So on to some thoughts about Powell’s speech today. He reiterated a pledge to ‘forcefully’ fight inflation that is ‘still running near the hottest pace in 40 years’. Today’s ‘money quote’ from the Fed Chief: “While higher interest rates, slower growth, and softer labor market conditions will bring down inflation, they will also bring some pain to households and businesses”.  The Powell Doctrine is thus: These are the unfortunate costs of reducing inflation. But a failure to restore price stability would mean far greater pain. He stresses that the Fed is NOT in a place to ‘stop or pause’ — which is a very unwelcome sign for the many investors who were opining that there would be rate cuts next year.

So back to Morris. He also suggested that one of our greatest assets is to be a strong skeptic — especially of the ‘experts’. And so, here is today’s chart. Before we accept the ‘fact’ that inflation will be a continuing problem, let’s look at the history of REAL investor behaviour, the ‘proof from the pudding’ aka Wall Street. Our chart for today goes back to the 70’s (ask your grandmother!) for the market’s thoughts on gold. 

It’s widely accepted that gold has been a good hedge against inflation. From this chart which shows the relative strength of gold vs. the ‘market’ that the 70s were a time that Wall Street POURED money into gold.  As the chart slants upward, there is more strength and more investor dollars pouring into gold.  This shows pretty clearly that Wall Street had its expectations right, and the dollars flowing into gold were confirming the monstrous inflation to follow. During that time, investors did much better investing in gold than in stocks. That soaring ratio wasn’t theory or just talk, it was actual MONEY flowing into gold. OK now that you see the big inflationary period in our past, have a look at the current two years. We know that inflation has been soaring, just as it was back then.  But where is the money flowing today? Into gold? Not according to the chart. I believe that Wall Street has many very smart minds.  (Much smarter than I am!)  But I can follow the charts which indicate where money is going.  AND IT’S NOT GOLD. Which indicates (in actual dollar terms) that Wall Street is not concerned about inflation- at least not in the longer term.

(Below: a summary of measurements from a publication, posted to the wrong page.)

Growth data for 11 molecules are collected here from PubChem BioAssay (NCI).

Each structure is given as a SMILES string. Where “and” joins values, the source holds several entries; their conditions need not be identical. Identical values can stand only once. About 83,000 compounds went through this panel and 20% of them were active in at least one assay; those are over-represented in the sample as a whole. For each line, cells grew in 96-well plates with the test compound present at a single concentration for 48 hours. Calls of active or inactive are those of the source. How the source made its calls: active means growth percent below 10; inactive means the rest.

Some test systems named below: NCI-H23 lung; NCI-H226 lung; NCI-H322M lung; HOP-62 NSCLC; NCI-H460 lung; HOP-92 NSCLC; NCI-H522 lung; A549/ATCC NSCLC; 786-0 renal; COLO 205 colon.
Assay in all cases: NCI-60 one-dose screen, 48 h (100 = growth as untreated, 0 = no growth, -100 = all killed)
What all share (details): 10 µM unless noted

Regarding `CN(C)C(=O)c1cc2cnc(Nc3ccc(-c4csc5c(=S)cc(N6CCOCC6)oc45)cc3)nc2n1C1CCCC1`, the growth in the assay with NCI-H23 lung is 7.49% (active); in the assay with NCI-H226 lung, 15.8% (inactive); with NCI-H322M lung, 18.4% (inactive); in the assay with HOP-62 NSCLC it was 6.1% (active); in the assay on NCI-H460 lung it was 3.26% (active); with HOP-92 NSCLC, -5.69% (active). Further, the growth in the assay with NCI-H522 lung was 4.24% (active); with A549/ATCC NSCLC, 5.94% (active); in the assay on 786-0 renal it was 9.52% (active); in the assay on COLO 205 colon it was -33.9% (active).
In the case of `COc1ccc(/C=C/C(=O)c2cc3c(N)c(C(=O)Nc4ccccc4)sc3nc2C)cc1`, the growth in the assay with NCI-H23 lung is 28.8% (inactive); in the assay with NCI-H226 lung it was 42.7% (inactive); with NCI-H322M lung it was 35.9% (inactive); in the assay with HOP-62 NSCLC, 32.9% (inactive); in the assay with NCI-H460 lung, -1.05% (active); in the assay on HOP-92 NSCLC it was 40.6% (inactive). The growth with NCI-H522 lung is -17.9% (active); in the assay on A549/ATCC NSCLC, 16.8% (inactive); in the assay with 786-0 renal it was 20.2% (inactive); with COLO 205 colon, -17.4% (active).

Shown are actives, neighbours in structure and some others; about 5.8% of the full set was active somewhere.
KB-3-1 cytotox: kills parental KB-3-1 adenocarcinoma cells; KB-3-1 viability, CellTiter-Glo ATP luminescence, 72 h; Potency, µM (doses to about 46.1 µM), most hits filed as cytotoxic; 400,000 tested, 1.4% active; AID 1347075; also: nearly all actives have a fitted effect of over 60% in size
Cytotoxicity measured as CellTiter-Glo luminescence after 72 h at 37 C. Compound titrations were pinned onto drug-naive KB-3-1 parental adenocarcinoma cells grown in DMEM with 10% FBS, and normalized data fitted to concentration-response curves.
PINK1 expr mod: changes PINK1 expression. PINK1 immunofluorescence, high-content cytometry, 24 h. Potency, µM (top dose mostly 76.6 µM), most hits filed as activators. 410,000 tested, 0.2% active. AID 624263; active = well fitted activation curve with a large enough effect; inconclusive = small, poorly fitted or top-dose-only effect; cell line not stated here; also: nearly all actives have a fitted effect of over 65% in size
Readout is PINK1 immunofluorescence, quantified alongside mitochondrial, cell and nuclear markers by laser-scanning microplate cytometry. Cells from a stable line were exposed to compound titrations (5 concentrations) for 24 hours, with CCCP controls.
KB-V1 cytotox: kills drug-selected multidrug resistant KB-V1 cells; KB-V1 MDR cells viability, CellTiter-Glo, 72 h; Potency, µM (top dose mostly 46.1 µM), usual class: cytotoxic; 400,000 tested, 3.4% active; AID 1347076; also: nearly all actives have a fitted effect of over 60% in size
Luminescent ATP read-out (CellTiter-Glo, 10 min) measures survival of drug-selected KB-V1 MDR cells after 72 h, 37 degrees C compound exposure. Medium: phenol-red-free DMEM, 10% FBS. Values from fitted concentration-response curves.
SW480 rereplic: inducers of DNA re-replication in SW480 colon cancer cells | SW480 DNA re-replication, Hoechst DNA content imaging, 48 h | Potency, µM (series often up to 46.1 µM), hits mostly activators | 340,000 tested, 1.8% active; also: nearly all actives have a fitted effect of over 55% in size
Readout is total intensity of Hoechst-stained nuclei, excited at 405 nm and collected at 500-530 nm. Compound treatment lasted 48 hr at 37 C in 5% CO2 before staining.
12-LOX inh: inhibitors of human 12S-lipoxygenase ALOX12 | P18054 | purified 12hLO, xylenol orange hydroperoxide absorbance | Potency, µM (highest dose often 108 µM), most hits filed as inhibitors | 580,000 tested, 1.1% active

Is the Fed about to cause more needless pain?  Just thinking out loud. 

Ronald P. Denk, CFP®
Investment Advisor
Denk Strategic Wealth Partners
10000 N. 31st Avenue, Suite D406A
Phoenix, AZ 85051
Phone (602) 252-8700
Fax (602) 252-8701
Toll-Free (877) The-Denk